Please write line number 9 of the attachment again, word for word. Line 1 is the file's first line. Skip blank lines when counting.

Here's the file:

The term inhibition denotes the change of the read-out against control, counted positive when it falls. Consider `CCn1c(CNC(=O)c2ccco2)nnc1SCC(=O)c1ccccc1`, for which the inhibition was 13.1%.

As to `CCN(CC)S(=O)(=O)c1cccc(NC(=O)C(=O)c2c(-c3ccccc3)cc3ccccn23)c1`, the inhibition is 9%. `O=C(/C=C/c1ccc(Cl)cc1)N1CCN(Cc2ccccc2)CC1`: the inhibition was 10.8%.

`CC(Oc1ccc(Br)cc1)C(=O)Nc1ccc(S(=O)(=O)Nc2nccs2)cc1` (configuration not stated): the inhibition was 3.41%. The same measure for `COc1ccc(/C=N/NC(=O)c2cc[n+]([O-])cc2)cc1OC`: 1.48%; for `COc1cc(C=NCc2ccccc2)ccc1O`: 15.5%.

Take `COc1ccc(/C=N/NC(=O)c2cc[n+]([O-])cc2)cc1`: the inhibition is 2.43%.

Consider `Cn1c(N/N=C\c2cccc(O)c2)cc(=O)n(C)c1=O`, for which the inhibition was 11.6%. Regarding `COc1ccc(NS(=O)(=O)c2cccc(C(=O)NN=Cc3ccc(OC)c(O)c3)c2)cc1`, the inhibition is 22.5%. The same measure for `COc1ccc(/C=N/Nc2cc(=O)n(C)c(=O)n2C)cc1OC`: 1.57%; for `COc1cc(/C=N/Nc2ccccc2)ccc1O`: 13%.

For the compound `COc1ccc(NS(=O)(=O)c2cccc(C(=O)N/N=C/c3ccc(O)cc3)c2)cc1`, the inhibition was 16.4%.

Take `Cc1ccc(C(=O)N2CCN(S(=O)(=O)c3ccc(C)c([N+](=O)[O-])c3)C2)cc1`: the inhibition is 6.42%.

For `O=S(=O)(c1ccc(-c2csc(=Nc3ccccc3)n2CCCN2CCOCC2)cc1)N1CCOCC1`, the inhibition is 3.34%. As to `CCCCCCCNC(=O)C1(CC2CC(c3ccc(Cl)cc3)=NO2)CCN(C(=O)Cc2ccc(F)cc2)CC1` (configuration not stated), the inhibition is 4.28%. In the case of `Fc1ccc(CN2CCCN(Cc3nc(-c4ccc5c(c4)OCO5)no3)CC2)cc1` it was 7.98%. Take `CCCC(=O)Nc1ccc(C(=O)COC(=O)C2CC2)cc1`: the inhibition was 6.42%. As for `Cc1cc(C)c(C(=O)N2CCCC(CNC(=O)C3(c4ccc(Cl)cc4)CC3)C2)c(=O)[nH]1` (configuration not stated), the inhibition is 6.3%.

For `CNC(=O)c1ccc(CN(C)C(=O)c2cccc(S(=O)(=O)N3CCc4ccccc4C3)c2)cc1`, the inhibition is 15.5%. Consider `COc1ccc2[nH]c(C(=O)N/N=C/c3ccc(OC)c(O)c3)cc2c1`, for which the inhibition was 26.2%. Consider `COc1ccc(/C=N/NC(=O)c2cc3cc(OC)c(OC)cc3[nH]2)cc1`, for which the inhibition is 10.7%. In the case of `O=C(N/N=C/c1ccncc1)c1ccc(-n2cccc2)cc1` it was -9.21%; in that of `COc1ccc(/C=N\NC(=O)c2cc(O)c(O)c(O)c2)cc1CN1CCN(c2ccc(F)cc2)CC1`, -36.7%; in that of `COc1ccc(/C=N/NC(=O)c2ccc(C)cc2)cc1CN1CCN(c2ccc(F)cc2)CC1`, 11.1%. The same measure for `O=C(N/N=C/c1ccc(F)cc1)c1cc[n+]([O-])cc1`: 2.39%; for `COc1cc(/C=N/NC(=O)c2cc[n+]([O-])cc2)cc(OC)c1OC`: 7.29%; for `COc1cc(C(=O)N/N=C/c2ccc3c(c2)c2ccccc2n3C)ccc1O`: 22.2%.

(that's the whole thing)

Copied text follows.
For `CNC(=O)c1ccc(CN(C)C(=O)c2cccc(S(=O)(=O)N3CCc4ccccc4C3)c2)cc1`, the inhibition is 15.5%. Consider `COc1ccc2[nH]c(C(=O)N/N=C/c3ccc(OC)c(O)c3)cc2c1`, for which the inhibition was 26.2%. Consider `COc1ccc(/C=N/NC(=O)c2cc3cc(OC)c(OC)cc3[nH]2)cc1`, for which the inhibition is 10.7%. In the case of `O=C(N/N=C/c1ccncc1)c1ccc(-n2cccc2)cc1` it was -9.21%; in that of `COc1ccc(/C=N\NC(=O)c2cc(O)c(O)c(O)c2)cc1CN1CCN(c2ccc(F)cc2)CC1`, -36.7%; in that of `COc1ccc(/C=N/NC(=O)c2ccc(C)cc2)cc1CN1CCN(c2ccc(F)cc2)CC1`, 11.1%. The same measure for `O=C(N/N=C/c1ccc(F)cc1)c1cc[n+]([O-])cc1`: 2.39%; for `COc1cc(/C=N/NC(=O)c2cc[n+]([O-])cc2)cc(OC)c1OC`: 7.29%; for `COc1cc(C(=O)N/N=C/c2ccc3c(c2)c2ccccc2n3C)ccc1O`: 22.2%.